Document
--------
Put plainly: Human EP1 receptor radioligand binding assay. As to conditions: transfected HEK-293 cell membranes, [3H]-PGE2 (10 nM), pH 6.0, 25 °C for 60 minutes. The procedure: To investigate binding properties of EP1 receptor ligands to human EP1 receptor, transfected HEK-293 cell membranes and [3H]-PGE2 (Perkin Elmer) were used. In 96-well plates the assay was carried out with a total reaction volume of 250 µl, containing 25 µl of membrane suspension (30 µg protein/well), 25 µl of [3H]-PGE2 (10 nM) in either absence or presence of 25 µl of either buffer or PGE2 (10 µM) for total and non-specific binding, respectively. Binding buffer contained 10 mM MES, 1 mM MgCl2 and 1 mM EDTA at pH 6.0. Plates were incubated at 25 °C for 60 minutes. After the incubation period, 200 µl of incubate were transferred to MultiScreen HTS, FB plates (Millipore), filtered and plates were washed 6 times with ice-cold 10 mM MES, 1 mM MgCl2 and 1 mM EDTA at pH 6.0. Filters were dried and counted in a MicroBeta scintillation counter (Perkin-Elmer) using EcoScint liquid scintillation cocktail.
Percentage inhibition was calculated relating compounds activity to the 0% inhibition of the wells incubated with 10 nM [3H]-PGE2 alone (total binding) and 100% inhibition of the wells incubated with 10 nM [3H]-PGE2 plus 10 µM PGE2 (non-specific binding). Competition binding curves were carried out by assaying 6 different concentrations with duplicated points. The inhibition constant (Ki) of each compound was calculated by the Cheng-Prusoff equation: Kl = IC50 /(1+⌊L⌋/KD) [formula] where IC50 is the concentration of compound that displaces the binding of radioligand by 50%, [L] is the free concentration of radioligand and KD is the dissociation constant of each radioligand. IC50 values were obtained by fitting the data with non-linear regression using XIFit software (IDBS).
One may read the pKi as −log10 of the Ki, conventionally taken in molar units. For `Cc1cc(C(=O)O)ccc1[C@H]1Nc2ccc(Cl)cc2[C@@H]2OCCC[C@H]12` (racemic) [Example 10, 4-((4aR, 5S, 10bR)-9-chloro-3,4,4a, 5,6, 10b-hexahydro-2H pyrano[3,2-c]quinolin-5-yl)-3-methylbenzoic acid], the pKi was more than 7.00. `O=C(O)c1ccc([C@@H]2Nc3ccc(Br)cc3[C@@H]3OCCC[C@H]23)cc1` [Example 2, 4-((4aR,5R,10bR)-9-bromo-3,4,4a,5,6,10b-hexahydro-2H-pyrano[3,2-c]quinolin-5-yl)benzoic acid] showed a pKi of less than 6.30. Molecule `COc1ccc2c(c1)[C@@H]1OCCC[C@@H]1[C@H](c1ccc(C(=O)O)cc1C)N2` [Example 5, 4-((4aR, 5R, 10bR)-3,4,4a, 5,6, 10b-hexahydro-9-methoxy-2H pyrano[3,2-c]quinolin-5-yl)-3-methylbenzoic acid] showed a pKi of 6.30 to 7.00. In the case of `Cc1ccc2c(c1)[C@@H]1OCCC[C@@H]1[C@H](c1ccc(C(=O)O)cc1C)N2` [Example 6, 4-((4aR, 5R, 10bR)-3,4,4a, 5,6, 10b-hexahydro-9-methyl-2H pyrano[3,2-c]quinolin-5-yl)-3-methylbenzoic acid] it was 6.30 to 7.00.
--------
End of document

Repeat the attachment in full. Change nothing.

Put plainly: Human EP1 receptor radioligand binding assay. As to conditions: transfected HEK-293 cell membranes, [3H]-PGE2 (10 nM), pH 6.0, 25 °C for 60 minutes. The procedure: To investigate binding properties of EP1 receptor ligands to human EP1 receptor, transfected HEK-293 cell membranes and [3H]-PGE2 (Perkin Elmer) were used. In 96-well plates the assay was carried out with a total reaction volume of 250 µl, containing 25 µl of membrane suspension (30 µg protein/well), 25 µl of [3H]-PGE2 (10 nM) in either absence or presence of 25 µl of either buffer or PGE2 (10 µM) for total and non-specific binding, respectively. Binding buffer contained 10 mM MES, 1 mM MgCl2 and 1 mM EDTA at pH 6.0. Plates were incubated at 25 °C for 60 minutes. After the incubation period, 200 µl of incubate were transferred to MultiScreen HTS, FB plates (Millipore), filtered and plates were washed 6 times with ice-cold 10 mM MES, 1 mM MgCl2 and 1 mM EDTA at pH 6.0. Filters were dried and counted in a MicroBeta scintillation counter (Perkin-Elmer) using EcoScint liquid scintillation cocktail.
Percentage inhibition was calculated relating compounds activity to the 0% inhibition of the wells incubated with 10 nM [3H]-PGE2 alone (total binding) and 100% inhibition of the wells incubated with 10 nM [3H]-PGE2 plus 10 µM PGE2 (non-specific binding). Competition binding curves were carried out by assaying 6 different concentrations with duplicated points. The inhibition constant (Ki) of each compound was calculated by the Cheng-Prusoff equation: Kl = IC50 /(1+⌊L⌋/KD) [formula] where IC50 is the concentration of compound that displaces the binding of radioligand by 50%, [L] is the free concentration of radioligand and KD is the dissociation constant of each radioligand. IC50 values were obtained by fitting the data with non-linear regression using XIFit software (IDBS).
One may read the pKi as −log10 of the Ki, conventionally taken in molar units. For `Cc1cc(C(=O)O)ccc1[C@H]1Nc2ccc(Cl)cc2[C@@H]2OCCC[C@H]12` (racemic) [Example 10, 4-((4aR, 5S, 10bR)-9-chloro-3,4,4a, 5,6, 10b-hexahydro-2H pyrano[3,2-c]quinolin-5-yl)-3-methylbenzoic acid], the pKi was more than 7.00. `O=C(O)c1ccc([C@@H]2Nc3ccc(Br)cc3[C@@H]3OCCC[C@H]23)cc1` [Example 2, 4-((4aR,5R,10bR)-9-bromo-3,4,4a,5,6,10b-hexahydro-2H-pyrano[3,2-c]quinolin-5-yl)benzoic acid] showed a pKi of less than 6.30. Molecule `COc1ccc2c(c1)[C@@H]1OCCC[C@@H]1[C@H](c1ccc(C(=O)O)cc1C)N2` [Example 5, 4-((4aR, 5R, 10bR)-3,4,4a, 5,6, 10b-hexahydro-9-methoxy-2H pyrano[3,2-c]quinolin-5-yl)-3-methylbenzoic acid] showed a pKi of 6.30 to 7.00. In the case of `Cc1ccc2c(c1)[C@@H]1OCCC[C@@H]1[C@H](c1ccc(C(=O)O)cc1C)N2` [Example 6, 4-((4aR, 5R, 10bR)-3,4,4a, 5,6, 10b-hexahydro-9-methyl-2H pyrano[3,2-c]quinolin-5-yl)-3-methylbenzoic acid] it was 6.30 to 7.00.